Physiotherapist appointed as government adviser in Nepal

Binay Kandel has recently been appointed as the deputy chief physiotherapist in the ministry of health and population with the government of Nepal. This is the first time a physiotherapist has been appointed to a role at this level in Nepal. We contacted Binay to find out more about the role and his aspirations. He shares his experiences and insights below.

Photo of Binaya Kandel

I am the physiotherapy unit chief at the national academy of medical sciences in Bir hospital, and have worked as a lecturer at KUSMS for five years and as a physiotherapist in a number of clinical settings, for example international non-government organisations, rehabilitation centres, and clinics. 

I hold a postgraduate qualification in physiotherapy in musculoskeletal and sports from the Rajiv Gandhi University of Health Sciences, India. 

I have a special interest in peri-operative physiotherapy management of musculoskeletal cases, hand therapy and research. I am always motivated towards homogenizing evidence based clinical practice through routine research. I have also published research papers in open-access, peer- reviewed national and international Pubmed indexed journals.

Why was this role created?
To initiate specialty based physiotherapy service provision at a tertiary centre within the government of Nepal

What are the key responsibilities of this role?
Clinic management:

  • outpatient physiotherapy department and referral from inpatient wards, including intensive care unit
    policy making for quality physiotherapy service within the department
  • provide inputs to the nationwide programme
  • participate in programmes initiated by the government of Nepal
  • data recording and reporting to assist the health information management system.


  • human resource management, conflict management, conduct meetings, to attend programmes as required

Academic programmes and research: 

  • supervise students during internship, take lead in administrative and technical aspect of academic programme initiated by the academy and execute research.

What are you most excited about in this new role?
I am excited to be recognised about the need of physiotherapy at this level by the government of Nepal. This opens the scope of specialty-based physiotherapy services in Nepal, and gives an opportunity to establish rehabilitation as a main stream of health care. 

What differences do you think you will be able to make in this role?
I think evidence based quality physiotherapy services should be available for the majority of the population. Global practice in physiotherapy and its application in local communities should be included during the development of national guidelines and manuals. I am looking forward to incorporating high quality research findings that can be implemented in Nepal and am optimistic about the possible avenues for physiotherapy higher education and trainings in Nepal.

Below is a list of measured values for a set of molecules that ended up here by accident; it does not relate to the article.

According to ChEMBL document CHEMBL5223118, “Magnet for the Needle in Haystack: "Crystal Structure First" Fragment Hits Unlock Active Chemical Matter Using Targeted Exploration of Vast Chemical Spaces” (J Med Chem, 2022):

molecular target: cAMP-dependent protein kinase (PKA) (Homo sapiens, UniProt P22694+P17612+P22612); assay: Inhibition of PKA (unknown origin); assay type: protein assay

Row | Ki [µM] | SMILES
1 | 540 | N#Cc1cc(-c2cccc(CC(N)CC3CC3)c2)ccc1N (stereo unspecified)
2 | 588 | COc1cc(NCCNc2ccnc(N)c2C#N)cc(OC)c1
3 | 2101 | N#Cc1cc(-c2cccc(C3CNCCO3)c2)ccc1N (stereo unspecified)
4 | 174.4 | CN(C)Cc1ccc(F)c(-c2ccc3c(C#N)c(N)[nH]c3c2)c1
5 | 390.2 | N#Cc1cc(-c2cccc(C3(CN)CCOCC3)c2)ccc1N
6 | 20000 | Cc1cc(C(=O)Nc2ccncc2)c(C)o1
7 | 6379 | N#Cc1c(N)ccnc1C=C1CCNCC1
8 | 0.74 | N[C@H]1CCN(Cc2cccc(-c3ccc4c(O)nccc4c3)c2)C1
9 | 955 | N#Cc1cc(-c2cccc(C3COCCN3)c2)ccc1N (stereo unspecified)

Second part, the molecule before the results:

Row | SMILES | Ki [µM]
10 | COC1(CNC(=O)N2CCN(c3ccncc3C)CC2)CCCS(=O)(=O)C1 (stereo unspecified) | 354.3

What are the key challenges for physiotherapists in Nepal?

  • A compulsion to go abroad to pursue higher education (Masters and Phd) for physiotherapy subjects
  • Lack of recognition of specialty-based physiotherapy practice among the medical board/ administrative staffs and general population
  • Lack of consensus on evidence based quality practice among physiotherapists in Nepal
  • Low pay scale, limited job possibility and peoplepower in rural and community level, lack of awareness among the local authorities about scope of physiotherapy practice
  • No provision of rehabilitation units, patient admission for rehabilitation in government led programmes

What support have you had from physiotherapy organisations in World Physiotherapy’s Asia Western Pacific region?
I had indirectly got advantage of Nepal Physiotherapy Association membership, which is also a member of World Physiotherapy. Apart from that, I am connected to few international colleagues that have been fruitful in my academic career.

How could World Physiotherapy and physiotherapy organisations in the Asia Western Pacific region help support you in this role?
I am looking forward to developing support and activities with the Asia Western Pacific region in a number of ways:

  • liaison with the government of Nepal to establish rehabilitation and physiotherapy as an essential pillar of health care
  • implementation of evidence based physiotherapy services by developing continuous professional development (CPD) programmes and workshops for physiotherapists in Nepal
  • providing experts to guide and support physiotherapy education and training programmes in Nepal
  • providing opportunities for physiotherapists from low income countries/territories to take part in international physiotherapy events identifying and connecting with mentors.

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Find out more about the Nepal Physiotherapy Association and the AWP region